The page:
Two broken engines, one botched burnout, and the added burden of acting as his own crew chief weren't enough to prevent Chris McGaha from winning his eighth-career Pro Stock race and ending a winless drought that extends back to last year's New England Nationals in Epping. McGaha overcame all the adversity that was thrown his way before driving and tuning his Harlow Sammons Camaro to a 6.620 to a 6.668 win over Alex Laughlin in the final.
McGaha's issues began during qualifying, where he damaged a pair of his 500-cid Pro Stock engines yet still managed to earn his best starting spot of the season with a 6.560 that was good for the No. 3 spot. McGaha parlayed his qualifying effort into a consistent effort in eliminations. Opening with a win over Wally Stroupe, McGaha cruised to a 6.604 in the quarterfinals after Greg Anderson shook the tires. McGaha's biggest challenge came in the semifinals where he was paired with points leader Bo Butner. A tough task became even more difficult when McGaha botched the burnout procedure. He managed to coax a 6.610 out of the car to take out Butner, who slowed to a 6.650 after his KB-powered Camaro shook the tires.
Laughlin started from the bottom half of the field in his Havoline Camaro yet managed to reach his fifth-career final with wins against Rodger Brogdon, Jason Line, and five-time world champion Jeg Coughlin Jr. Like McGaha, Laughlin also had a strange day, at least as far as Pro Stock races are concerned. Laughlin got a free pass in the quarterfinals after Line fouled and then survived a tire-shaking pedal-fest against Coughlin in the semifinals. Laughlin nursed his Camaro to the finish line with an 8.79 to Coughlin's 9.33.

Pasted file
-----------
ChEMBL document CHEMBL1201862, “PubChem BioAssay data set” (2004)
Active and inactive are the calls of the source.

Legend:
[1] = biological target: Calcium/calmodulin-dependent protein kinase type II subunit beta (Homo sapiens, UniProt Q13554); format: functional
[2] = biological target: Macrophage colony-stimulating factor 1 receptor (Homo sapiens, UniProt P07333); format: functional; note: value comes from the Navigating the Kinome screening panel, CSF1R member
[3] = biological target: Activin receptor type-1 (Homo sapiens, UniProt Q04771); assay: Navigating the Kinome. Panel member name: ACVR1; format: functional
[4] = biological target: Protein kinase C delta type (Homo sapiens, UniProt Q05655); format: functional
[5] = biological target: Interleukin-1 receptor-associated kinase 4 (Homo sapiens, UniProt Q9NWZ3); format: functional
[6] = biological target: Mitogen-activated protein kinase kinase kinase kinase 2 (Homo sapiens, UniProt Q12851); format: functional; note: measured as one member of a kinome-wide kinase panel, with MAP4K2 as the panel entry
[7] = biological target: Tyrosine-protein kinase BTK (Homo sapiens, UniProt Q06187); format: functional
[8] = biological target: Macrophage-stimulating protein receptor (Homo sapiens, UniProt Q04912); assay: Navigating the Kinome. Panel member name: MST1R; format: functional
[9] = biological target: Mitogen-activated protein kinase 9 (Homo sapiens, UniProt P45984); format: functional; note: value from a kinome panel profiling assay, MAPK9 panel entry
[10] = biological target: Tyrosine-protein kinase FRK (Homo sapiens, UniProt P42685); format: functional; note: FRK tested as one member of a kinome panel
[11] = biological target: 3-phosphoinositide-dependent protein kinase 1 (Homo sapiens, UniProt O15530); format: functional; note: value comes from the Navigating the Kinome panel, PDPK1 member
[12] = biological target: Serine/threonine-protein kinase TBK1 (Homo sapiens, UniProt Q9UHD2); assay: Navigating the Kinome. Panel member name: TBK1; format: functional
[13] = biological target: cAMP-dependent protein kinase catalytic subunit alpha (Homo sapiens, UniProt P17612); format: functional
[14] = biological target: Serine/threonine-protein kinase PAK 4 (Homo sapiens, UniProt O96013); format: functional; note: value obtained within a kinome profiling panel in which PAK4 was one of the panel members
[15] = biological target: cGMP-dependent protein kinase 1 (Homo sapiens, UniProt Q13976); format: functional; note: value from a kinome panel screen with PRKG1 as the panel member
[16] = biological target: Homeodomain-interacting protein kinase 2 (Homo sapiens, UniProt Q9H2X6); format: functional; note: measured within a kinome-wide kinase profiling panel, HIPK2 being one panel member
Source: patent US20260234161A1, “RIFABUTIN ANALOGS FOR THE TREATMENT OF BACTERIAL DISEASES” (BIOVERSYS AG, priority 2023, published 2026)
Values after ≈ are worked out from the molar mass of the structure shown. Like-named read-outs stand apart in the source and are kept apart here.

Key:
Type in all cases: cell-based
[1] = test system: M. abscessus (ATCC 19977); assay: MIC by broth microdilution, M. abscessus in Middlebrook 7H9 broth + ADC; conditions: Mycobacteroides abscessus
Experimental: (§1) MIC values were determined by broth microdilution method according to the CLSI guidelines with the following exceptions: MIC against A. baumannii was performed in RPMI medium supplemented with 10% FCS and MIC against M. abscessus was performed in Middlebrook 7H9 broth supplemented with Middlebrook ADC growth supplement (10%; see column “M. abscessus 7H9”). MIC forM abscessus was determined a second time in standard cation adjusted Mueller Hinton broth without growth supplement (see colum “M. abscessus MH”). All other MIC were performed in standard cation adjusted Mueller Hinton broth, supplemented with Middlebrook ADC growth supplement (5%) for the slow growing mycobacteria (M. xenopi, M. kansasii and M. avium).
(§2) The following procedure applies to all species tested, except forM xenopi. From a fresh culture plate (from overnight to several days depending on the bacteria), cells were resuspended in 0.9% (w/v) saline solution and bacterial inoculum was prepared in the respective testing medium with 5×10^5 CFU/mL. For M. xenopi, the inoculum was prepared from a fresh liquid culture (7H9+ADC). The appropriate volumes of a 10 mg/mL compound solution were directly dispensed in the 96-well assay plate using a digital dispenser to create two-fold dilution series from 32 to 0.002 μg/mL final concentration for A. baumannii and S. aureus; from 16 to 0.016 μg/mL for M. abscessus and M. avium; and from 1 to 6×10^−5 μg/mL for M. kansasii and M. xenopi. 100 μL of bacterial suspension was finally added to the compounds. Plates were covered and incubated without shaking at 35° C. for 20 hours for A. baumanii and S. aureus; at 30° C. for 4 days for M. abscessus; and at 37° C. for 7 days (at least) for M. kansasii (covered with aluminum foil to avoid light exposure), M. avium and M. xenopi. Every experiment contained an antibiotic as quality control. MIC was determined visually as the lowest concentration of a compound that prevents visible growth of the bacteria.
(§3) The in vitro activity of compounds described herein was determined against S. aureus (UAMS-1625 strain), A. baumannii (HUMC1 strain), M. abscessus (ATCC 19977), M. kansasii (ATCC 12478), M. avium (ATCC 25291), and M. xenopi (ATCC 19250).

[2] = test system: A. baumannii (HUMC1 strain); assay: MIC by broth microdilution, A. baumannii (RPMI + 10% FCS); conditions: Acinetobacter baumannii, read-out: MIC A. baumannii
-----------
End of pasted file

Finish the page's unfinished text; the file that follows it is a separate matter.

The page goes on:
Laughlin is still looking for his first win of the season, but its hard to say his 2019 campaign has been anything other than a rousing success. Through the first seven events, he's got two runner-up and three semifinal finishes and he's 14-7 on race day. Last year, Laughlin competed in 22 Pro Stock races and won just ten elimination rounds.
PRO STOCK CHAMPION CHRIS McGAHA: “This all started with a bad light in first round. I probably should have been trailered by Wally Stroupe in the first round because I was so late. In the second round I was a little better. I was still late, but I had no idea that Greg [Anderson] shook the tires. We just dragged the same car up there round after round. It was much like a bracket car where we didn’t want to change a thing.
“Now that botched burnout was bad. These things are sensitive and I went out and stuck the tire. I backed up, apparently not enough, and stuck the tire even worse. I was laughing and I figured I’d probably done enough damage to clutch so I went ahead and staged. I thought it’s either gonna go or it’s not and somehow it did. The next thing we knew we were in the final. We just did our normal service and went back up there.”